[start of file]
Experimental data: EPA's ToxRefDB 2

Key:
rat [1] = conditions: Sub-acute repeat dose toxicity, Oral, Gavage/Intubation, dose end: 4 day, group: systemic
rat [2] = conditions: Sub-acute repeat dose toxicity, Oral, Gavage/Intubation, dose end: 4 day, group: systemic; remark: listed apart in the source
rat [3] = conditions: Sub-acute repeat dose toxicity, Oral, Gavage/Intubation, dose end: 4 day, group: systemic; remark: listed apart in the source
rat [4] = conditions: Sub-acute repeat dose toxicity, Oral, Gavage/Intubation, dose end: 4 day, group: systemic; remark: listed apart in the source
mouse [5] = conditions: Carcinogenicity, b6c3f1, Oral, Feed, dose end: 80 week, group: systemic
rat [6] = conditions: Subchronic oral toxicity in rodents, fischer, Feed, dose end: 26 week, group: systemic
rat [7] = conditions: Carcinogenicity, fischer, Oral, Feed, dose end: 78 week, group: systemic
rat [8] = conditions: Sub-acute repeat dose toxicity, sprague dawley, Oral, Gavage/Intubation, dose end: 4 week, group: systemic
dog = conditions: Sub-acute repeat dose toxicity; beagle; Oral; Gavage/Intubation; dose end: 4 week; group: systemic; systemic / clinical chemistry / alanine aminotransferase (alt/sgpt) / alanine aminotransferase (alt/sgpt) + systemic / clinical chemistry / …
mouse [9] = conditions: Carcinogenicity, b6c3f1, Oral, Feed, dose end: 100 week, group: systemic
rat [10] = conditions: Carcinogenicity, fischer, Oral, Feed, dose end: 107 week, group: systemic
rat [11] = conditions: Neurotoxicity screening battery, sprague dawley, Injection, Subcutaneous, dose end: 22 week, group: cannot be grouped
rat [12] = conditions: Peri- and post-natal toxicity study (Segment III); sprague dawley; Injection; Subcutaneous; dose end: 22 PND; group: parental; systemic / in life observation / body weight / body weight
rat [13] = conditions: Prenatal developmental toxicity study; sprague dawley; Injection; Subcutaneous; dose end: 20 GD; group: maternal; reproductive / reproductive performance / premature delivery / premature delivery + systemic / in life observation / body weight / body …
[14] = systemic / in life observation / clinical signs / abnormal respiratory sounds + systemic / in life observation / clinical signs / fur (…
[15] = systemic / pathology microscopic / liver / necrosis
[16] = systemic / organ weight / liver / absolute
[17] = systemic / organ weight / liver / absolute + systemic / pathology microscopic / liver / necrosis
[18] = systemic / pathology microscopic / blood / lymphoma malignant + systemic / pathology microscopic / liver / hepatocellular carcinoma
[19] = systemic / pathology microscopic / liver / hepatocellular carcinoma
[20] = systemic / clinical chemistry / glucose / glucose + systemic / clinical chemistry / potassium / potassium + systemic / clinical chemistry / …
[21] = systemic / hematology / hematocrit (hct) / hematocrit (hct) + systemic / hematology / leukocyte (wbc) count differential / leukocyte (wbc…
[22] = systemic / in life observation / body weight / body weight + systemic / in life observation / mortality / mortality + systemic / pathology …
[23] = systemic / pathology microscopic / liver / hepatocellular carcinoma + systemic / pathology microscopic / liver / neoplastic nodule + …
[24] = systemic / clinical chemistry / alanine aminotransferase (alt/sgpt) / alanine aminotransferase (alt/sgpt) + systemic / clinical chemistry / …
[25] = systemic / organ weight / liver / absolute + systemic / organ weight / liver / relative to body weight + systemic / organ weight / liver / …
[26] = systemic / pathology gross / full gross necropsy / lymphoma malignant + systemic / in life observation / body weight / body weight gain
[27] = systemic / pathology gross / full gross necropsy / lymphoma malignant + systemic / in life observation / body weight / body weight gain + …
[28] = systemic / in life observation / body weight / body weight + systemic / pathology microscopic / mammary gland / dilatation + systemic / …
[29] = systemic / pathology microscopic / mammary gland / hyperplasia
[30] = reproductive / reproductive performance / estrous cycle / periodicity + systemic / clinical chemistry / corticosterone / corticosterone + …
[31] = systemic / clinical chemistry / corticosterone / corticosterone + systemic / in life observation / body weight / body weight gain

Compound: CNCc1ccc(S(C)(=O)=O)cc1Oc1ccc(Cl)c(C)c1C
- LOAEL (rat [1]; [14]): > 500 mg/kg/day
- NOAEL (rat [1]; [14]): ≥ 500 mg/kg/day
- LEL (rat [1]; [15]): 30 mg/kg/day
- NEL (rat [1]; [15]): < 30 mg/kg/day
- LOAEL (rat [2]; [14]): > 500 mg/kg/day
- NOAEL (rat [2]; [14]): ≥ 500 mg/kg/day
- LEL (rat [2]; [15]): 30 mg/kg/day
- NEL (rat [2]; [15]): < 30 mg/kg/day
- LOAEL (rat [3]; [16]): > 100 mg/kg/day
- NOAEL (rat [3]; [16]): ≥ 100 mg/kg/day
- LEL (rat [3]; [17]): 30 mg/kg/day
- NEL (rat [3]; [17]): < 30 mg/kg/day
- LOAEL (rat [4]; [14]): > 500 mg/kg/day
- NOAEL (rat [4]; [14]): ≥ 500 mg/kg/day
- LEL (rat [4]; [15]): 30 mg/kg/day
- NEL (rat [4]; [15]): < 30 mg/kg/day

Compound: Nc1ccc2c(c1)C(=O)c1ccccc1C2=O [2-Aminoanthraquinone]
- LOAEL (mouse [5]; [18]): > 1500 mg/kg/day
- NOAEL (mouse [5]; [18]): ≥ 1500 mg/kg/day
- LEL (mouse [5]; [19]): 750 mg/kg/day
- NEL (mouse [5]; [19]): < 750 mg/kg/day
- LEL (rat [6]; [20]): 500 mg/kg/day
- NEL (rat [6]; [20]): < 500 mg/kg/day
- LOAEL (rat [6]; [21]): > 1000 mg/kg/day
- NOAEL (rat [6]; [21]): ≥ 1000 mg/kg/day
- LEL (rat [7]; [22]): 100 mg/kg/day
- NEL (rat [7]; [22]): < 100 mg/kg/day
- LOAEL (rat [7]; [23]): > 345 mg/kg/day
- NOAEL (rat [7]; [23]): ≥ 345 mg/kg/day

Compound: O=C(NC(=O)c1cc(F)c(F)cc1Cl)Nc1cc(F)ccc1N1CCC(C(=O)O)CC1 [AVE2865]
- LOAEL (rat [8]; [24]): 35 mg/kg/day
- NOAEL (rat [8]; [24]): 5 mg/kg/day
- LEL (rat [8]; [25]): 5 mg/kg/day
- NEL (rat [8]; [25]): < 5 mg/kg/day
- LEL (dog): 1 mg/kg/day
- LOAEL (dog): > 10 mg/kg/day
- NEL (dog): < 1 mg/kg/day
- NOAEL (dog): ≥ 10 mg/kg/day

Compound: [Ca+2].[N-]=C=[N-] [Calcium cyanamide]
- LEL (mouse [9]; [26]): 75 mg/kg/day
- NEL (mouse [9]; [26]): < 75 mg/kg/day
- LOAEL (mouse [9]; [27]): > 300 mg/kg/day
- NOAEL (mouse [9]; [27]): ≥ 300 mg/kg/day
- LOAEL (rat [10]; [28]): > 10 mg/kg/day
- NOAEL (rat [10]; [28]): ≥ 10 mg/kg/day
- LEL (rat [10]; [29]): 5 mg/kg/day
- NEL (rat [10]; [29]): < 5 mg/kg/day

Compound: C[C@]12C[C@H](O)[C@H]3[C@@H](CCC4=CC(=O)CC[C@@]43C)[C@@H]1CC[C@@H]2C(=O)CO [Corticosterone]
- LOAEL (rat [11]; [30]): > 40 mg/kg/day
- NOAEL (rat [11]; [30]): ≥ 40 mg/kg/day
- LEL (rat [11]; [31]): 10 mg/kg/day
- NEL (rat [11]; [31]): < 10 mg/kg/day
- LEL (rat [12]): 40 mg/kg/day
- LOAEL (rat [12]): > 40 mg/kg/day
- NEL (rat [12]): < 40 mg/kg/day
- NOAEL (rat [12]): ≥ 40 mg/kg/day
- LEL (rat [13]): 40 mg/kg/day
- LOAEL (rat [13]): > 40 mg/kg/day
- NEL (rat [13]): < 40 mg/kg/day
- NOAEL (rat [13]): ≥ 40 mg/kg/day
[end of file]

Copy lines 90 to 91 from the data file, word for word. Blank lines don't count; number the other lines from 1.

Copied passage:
- NEL (rat [12]): < 40 mg/kg/day
- NOAEL (rat [12]): ≥ 40 mg/kg/day